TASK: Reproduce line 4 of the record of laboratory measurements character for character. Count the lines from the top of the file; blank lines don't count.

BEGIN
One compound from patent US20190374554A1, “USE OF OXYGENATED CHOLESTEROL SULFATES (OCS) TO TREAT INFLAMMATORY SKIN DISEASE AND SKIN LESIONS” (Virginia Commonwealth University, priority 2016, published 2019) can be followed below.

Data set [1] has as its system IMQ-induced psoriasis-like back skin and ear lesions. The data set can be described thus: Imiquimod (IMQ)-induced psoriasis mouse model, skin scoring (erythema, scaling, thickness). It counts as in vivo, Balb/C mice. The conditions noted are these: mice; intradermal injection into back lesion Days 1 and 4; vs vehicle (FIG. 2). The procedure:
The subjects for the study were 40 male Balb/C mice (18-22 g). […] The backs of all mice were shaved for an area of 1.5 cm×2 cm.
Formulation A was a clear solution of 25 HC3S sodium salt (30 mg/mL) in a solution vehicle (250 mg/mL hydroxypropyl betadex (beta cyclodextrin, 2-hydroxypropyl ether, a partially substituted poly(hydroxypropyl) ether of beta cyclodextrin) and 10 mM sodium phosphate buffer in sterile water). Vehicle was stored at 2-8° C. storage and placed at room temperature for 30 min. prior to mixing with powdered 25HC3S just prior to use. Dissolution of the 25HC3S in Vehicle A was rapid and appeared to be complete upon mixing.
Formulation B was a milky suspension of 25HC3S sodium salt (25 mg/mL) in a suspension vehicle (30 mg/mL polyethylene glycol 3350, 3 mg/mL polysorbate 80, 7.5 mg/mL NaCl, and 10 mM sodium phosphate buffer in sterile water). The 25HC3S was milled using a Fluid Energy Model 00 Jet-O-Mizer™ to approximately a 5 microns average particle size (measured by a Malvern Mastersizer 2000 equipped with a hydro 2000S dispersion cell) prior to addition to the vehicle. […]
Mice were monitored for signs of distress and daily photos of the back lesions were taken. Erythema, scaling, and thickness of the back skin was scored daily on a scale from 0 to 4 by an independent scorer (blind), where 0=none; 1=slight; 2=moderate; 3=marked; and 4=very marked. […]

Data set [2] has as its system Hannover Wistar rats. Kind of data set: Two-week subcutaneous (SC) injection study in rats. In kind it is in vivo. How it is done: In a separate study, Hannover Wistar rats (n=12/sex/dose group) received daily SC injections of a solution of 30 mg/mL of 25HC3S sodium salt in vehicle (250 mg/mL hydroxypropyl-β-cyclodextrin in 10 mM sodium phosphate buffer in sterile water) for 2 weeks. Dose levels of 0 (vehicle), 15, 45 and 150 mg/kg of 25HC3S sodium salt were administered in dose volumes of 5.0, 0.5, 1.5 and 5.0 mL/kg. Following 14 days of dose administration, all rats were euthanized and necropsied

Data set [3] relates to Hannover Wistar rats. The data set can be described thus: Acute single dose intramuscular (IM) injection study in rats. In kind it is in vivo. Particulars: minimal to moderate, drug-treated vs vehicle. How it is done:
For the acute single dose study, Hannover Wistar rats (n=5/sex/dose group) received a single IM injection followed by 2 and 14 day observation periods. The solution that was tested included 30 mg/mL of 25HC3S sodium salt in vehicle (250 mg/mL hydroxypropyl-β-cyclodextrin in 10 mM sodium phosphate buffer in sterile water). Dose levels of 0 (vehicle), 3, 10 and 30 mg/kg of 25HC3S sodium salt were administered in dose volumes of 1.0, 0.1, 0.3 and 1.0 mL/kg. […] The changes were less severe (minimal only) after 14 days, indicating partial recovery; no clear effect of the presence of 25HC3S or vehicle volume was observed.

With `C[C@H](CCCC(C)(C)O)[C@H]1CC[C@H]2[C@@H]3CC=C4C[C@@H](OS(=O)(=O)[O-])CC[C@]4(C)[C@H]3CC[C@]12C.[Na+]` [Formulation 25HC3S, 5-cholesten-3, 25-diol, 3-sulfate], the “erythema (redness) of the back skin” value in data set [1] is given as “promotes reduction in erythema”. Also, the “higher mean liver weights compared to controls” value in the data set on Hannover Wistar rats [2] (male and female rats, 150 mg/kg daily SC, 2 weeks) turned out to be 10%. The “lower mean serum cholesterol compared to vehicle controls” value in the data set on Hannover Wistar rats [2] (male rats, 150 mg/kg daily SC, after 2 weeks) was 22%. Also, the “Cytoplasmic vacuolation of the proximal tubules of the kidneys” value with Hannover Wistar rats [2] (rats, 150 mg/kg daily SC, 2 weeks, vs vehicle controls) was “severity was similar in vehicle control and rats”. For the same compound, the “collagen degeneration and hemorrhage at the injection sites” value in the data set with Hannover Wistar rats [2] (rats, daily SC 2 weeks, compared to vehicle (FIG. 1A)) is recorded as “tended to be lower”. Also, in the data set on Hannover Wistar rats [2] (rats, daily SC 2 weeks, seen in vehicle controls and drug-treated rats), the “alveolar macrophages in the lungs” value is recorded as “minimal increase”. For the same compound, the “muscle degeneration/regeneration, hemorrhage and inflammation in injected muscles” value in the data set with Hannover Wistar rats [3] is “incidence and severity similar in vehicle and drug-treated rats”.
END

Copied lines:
Formulation A was a clear solution of 25 HC3S sodium salt (30 mg/mL) in a solution vehicle (250 mg/mL hydroxypropyl betadex (beta cyclodextrin, 2-hydroxypropyl ether, a partially substituted poly(hydroxypropyl) ether of beta cyclodextrin) and 10 mM sodium phosphate buffer in sterile water). Vehicle was stored at 2-8° C. storage and placed at room temperature for 30 min. prior to mixing with powdered 25HC3S just prior to use. Dissolution of the 25HC3S in Vehicle A was rapid and appeared to be complete upon mixing.